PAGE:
Sales and Use Tax Sales and Use Tax The sales and use tax was enacted in 1934 at a rate of 3.0 percent and went into effect on January 27, 1935. In 1967 the rate was increased to 4.0 percent. After a temporary 5.0 percent sales tax rate was imposed during the period of January through June 1981, a permanent 5.0 percent rate was adopted in November 1981. Until 1981 the sales and use tax was restricted to the sale or rental of tangible personal property. In November 1981 the tax base was extended to selected services. Since then, additional services have been made subject to sales and use tax. Authority to levy a permissive sales tax was given to counties in 1967 and to transit authorities in 1974. In 2003, legislation was enacted to impose a temporary increase in the state sales tax rate, from 5.0 percent to 6.0 percent. This increase was in effect for the July 1, 2003 through June 30, 2005 period. Rather than allowing the rate to revert back to 5.0 percent once the temporary increase expired, Am. Sub. House Bill 66 (the FY 2006-2007 operating budget) set the rate at 5.5 percent, effective July 1, 2005. Tax Base The sale and rental of tangible personal property and selected services in Ohio (or of property and selected services purchased out-of-state but used in Ohio) constitute the Ohio sales and use tax base. The tax base reflects a complex amalgam of statutory and constitutional provisions, as well as the accumulation of administrative and case law interpretations. Since its 1935 inception the Ohio sales and use tax structure has reflected a variety of exceptions, exemptions and credits. This report omits some of these exceptions, exemptions and credits because they are considered to be inherent features of Ohio’s sales and use tax. For instance, we have left out certain sales and use tax exceptions designed to conform the sales and use tax more closely to the concept of a tax on final consumption. One feature that helps limit the sales and use tax to final consumption - thereby mitigating the economic distortions otherwise created by “pyramiding” (a phenomenon that occurs when the same activity or final product is taxed more than once as it moves through the economic production chain) - is the resale exception. Ohio law provides a sales tax exception for purchased items that are subsequently resold by the purchaser in the same form (typically to a final consumer). This exception is so elemental to a sales and use tax that it should not be considered a tax preference and therefore does not appear in this report. The report does not include a credit for sales tax paid to other states. When an item is purchased in another state and sales tax is paid to such state, Ohio law typically allows a credit for the tax paid to that state (although if the tax paid to the other state is lower than what the tax would be under Ohio law, the purchaser must pay the difference to this state). Such a credit is a fundamental structural feature of the sales and use tax, and therefore should not be considered a tax expenditure. Another item excluded from the report is the exemption for “casual sales.” The report reflects the assumption that the sales tax was inherently designed not to tax the kinds of transactions subject to the casual sales exemption. Transactions covered by the casual sales exemption are those involving the sale of an item by a person that had originally acquired the item for his or her own use, as long as the item had already been subject to a state sales or use tax. (Note, however, that sales of motor vehicles and other specified types of vehicles are not subject to the casual sales exemption.) Other exceptions considered inherent to the Ohio sales and use tax – and therefore not appearing as tax expenditures in this report – are those sanctioned by the Ohio Constitution. One such exception pertains to food sold for human consumption. The Ohio Constitution precludes the imposition of a sales tax on food (including prepared food) consumed off the premises where sold. Another such exception is for sales of motor fuel. Sales of fuel used by motor vehicles operated on public highways are not subject to sales tax because the Ohio Constitution requires any revenue generated from an excise tax on this product to be used for highway-related purposes and not be deposited in the General Revenue Fund.10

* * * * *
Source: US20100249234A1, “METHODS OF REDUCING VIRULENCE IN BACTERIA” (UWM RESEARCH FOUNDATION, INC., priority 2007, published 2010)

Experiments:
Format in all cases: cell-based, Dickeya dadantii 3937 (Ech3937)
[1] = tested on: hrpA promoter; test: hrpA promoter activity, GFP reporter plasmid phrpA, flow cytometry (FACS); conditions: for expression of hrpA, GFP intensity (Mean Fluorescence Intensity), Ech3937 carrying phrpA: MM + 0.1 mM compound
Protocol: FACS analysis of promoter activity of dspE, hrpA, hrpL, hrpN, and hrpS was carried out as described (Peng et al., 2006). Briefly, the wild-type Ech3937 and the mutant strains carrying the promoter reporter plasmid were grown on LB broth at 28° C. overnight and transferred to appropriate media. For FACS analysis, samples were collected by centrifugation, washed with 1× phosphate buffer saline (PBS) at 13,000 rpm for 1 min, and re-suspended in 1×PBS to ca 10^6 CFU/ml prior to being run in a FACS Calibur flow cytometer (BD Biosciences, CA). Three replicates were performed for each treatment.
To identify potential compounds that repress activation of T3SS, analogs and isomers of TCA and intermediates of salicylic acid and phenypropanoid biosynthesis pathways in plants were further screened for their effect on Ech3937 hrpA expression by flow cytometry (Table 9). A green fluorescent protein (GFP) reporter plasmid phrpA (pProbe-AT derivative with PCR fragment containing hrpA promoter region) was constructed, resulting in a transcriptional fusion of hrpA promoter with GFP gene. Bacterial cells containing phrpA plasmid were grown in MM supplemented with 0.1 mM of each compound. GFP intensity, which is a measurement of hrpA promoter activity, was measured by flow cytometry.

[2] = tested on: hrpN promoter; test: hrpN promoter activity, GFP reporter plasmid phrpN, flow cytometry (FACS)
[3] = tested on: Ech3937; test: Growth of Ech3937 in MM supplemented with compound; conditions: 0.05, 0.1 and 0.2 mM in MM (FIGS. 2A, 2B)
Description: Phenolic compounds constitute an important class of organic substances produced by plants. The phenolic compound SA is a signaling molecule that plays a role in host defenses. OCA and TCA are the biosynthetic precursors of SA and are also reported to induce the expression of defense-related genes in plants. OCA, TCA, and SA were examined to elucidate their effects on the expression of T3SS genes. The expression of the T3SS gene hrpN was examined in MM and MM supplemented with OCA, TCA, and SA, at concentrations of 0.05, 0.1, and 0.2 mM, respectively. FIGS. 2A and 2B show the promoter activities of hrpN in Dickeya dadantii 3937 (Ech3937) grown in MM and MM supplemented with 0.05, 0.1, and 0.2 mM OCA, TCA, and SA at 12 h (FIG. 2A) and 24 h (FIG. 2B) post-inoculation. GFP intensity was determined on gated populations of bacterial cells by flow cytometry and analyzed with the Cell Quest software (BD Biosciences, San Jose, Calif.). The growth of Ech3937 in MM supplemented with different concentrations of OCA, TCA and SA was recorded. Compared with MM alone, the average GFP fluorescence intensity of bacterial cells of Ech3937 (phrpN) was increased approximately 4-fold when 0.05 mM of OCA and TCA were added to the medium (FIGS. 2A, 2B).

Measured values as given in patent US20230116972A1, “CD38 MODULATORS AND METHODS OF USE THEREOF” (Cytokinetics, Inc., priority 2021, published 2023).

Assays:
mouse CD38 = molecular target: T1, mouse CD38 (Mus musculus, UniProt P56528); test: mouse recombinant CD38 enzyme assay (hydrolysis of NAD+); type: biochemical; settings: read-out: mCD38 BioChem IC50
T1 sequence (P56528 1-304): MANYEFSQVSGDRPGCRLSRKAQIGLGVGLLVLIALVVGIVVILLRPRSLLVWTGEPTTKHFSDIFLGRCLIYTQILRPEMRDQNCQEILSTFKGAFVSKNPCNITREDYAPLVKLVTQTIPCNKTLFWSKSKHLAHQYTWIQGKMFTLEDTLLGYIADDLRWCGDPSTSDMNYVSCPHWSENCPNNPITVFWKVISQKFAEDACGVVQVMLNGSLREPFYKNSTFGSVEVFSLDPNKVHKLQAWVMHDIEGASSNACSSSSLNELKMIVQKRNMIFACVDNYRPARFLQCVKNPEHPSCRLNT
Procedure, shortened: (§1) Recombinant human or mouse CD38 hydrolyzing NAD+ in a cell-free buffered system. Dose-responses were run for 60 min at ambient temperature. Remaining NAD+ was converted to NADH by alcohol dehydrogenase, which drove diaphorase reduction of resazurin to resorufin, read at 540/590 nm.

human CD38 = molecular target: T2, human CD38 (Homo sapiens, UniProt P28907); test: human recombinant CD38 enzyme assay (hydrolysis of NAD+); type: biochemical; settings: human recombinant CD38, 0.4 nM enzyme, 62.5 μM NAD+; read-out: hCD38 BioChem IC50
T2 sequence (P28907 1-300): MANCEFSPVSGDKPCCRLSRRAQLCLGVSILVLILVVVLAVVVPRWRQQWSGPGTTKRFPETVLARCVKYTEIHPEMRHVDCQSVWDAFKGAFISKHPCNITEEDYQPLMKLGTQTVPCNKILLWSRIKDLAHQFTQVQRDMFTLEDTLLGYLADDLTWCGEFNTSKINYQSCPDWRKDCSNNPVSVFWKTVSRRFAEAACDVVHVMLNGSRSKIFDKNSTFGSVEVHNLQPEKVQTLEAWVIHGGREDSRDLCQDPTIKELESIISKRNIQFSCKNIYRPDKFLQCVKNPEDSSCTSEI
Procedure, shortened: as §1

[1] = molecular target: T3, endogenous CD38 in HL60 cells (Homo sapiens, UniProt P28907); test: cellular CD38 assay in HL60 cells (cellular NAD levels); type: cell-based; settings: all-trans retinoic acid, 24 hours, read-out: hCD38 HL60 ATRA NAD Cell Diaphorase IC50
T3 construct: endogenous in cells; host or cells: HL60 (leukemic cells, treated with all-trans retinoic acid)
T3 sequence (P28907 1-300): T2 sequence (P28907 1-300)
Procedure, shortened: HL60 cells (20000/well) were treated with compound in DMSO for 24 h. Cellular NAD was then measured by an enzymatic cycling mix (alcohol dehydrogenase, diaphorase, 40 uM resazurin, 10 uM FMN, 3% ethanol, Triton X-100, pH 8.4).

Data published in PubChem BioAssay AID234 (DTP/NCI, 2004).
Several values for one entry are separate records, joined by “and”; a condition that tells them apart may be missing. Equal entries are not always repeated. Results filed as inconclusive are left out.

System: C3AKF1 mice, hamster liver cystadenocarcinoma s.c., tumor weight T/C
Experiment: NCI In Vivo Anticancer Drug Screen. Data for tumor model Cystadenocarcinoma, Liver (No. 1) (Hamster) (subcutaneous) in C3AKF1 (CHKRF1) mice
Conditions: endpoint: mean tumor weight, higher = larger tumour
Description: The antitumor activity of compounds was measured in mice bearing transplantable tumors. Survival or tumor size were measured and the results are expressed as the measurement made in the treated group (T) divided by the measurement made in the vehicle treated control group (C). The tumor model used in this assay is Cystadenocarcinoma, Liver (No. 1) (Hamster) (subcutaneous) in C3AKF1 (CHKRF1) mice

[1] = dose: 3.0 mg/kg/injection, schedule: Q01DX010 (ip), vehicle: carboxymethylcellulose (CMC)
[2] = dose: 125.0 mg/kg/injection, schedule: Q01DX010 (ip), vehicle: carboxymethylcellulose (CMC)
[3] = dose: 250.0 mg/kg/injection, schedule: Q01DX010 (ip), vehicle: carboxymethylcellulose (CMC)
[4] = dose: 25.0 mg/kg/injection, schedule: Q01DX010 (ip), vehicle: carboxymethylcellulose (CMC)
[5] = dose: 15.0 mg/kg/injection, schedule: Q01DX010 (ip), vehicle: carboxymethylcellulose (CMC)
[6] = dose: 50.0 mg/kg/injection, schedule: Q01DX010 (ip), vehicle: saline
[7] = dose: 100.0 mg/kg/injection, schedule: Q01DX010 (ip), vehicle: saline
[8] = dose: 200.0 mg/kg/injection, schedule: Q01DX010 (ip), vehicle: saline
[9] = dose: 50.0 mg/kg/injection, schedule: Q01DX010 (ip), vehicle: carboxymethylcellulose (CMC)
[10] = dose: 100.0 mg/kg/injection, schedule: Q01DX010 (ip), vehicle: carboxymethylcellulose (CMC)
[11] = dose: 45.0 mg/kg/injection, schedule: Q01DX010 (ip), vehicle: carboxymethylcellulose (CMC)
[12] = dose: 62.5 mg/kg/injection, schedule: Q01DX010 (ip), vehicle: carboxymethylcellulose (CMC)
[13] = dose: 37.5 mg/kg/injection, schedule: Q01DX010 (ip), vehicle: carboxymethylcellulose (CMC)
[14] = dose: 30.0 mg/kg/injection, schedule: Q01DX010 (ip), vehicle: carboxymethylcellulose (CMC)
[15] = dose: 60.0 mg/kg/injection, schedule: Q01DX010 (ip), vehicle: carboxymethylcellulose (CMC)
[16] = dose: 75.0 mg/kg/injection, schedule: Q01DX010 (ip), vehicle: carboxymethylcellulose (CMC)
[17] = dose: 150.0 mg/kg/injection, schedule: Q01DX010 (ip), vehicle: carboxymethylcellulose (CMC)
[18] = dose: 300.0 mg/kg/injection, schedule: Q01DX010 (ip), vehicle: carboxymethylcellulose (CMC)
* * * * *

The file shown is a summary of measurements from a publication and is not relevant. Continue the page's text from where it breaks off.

10 Th e State of Oh io do es i mp ose a mo to r v ehicle fu el ex cise tax of 28 cen ts p er gallon whose reven ue is ear mark ed fo r high way-related pu rposes (construction , repair and maintenance of roads, bridges, etc.).

10